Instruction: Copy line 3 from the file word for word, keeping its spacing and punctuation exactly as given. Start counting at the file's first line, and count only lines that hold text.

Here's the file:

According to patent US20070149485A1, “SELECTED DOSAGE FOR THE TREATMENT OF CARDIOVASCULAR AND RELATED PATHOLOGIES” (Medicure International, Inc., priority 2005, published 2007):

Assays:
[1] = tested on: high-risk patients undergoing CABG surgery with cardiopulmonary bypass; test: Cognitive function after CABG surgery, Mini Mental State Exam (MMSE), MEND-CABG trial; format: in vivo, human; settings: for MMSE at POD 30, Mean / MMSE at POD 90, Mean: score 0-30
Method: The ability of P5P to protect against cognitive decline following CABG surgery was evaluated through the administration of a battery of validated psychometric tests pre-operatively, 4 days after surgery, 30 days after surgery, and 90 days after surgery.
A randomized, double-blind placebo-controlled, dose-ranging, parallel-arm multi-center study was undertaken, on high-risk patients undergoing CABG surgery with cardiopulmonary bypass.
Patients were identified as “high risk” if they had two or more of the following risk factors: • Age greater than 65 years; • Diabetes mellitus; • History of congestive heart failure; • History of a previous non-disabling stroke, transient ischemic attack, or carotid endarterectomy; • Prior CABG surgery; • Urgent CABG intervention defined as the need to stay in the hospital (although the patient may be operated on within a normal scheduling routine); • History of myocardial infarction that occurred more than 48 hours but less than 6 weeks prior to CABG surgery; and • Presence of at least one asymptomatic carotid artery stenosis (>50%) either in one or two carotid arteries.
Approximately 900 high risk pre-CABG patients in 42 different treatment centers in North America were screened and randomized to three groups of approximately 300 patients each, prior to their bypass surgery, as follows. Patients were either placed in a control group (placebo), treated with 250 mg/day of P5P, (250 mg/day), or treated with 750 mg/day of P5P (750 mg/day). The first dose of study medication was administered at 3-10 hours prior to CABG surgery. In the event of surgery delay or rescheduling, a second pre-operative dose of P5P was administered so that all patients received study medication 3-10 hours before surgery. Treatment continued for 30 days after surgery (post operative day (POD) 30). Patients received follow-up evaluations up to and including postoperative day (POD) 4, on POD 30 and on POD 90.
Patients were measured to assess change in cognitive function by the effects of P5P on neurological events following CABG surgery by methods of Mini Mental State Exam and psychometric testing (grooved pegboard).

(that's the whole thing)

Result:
[1] = tested on: high-risk patients undergoing CABG surgery with cardiopulmonary bypass; test: Cognitive function after CABG surgery, Mini Mental State Exam (MMSE), MEND-CABG trial; format: in vivo, human; settings: for MMSE at POD 30, Mean / MMSE at POD 90, Mean: score 0-30